In the north of Portugal’s Serras de Aire e Candeeiros Natural Park is an amazing collection of dinosaur tracks, some of the longest in the world.
Before this site was a natural monument, it was a quarry. One day in July 1994, a young man discovered a set of footprints, then it was made a contract with the owner Rui Galinha. The site has been studied by scientists, and in 1997 it was turned into a natural monument.
The animals were walking on a great mudflat; you can clearly see the ripples in the rocks. Millions of years of geological interactions later, the footprints still remain in what is now the Serra de Aire mountain range. The footprints are around 175 million years old, and were created by sauropods, a type of dinosaur that lived during the Jurassic Period. Sauropods were large, powerful, quadrupeds with small heads, and long tails and necks. They were herbivores, feeding on massive amounts of tropical vegetation.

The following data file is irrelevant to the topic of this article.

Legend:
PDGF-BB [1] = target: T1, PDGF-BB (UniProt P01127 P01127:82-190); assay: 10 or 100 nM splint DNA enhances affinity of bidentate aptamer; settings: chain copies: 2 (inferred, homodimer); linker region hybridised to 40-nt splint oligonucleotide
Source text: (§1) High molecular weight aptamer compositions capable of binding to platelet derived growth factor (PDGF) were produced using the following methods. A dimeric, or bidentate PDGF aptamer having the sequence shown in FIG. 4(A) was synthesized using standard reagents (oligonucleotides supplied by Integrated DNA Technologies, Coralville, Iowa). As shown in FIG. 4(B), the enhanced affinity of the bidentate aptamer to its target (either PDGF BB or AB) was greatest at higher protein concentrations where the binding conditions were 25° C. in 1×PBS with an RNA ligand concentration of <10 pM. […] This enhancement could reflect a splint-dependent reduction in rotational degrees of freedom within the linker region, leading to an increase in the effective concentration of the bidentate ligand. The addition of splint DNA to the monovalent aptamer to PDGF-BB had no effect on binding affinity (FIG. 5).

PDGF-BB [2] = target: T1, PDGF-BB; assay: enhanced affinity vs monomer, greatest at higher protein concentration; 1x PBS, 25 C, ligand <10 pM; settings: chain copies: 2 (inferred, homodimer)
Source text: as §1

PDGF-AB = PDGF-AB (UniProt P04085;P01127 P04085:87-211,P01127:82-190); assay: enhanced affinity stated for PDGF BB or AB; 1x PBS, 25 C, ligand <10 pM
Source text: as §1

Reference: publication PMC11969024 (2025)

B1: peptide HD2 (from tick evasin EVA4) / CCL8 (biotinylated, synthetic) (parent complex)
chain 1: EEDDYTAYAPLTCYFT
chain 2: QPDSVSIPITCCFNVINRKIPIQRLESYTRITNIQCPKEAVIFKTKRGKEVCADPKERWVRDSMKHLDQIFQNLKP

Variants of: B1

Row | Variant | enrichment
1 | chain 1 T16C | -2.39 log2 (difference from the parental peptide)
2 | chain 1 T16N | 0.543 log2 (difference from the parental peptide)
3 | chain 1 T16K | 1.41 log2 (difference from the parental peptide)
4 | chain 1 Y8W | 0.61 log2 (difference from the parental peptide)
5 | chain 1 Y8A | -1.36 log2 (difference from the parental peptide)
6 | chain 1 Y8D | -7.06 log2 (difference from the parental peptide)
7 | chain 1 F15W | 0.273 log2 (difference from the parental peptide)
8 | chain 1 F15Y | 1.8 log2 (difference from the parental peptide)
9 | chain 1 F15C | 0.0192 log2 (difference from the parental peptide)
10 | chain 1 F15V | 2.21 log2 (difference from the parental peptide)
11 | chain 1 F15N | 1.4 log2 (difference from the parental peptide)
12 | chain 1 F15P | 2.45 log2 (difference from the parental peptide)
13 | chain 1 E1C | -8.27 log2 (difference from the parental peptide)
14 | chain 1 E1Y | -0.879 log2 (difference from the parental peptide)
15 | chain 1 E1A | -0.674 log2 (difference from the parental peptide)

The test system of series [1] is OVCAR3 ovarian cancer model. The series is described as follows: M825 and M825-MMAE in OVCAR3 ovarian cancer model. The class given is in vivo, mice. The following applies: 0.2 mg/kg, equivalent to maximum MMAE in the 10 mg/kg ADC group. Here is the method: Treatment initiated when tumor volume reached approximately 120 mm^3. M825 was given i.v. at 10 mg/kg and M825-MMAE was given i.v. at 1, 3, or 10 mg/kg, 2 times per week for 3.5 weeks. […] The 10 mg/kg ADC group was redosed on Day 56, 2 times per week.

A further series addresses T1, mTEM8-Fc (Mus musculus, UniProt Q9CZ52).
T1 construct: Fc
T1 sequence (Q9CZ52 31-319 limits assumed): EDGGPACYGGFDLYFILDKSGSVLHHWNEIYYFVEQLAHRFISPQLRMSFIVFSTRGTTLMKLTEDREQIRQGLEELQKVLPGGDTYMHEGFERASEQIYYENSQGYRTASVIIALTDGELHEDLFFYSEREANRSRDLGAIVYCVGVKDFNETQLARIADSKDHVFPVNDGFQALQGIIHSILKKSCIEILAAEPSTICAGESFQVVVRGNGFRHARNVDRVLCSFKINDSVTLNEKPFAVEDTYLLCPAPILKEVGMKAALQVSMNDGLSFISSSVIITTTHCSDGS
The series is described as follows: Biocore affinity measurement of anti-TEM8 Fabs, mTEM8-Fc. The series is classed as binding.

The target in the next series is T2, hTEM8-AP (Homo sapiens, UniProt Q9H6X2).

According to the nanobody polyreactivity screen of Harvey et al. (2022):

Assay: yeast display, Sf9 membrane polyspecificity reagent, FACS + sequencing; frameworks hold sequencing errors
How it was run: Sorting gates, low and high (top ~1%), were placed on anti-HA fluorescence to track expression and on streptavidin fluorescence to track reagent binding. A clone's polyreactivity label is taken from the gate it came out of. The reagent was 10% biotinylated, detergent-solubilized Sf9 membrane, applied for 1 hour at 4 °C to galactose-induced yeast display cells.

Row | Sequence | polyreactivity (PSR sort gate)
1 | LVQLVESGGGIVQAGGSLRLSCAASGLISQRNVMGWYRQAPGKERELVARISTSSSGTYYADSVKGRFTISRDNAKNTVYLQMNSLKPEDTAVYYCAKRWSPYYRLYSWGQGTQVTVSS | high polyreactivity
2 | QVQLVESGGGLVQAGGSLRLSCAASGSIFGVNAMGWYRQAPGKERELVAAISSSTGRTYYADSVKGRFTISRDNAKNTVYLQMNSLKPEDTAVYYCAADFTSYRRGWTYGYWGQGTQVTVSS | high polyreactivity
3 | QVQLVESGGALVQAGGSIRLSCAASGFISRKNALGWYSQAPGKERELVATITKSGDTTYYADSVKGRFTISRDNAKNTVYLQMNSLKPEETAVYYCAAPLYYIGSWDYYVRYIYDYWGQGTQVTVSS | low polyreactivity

There are a number of footprint tracks preserved in the limestone, the longest of which measures 482 feet (147 meters) long, making this one of the places in the world with the longest dinosaur tracks. After walking a bit through the thicket and going down to the quarry itself, visitors can get a closer look. There is also an educational trail, where visitors can learn more about the history of the Earth by viewing informational panels. Large statues of sauropods were installed, so visitors can understand the scale of the creatures that once roamed the landscape.
Know Before You Go
Around 120 kilometers and an hour and a half drive from the center of Lisbon.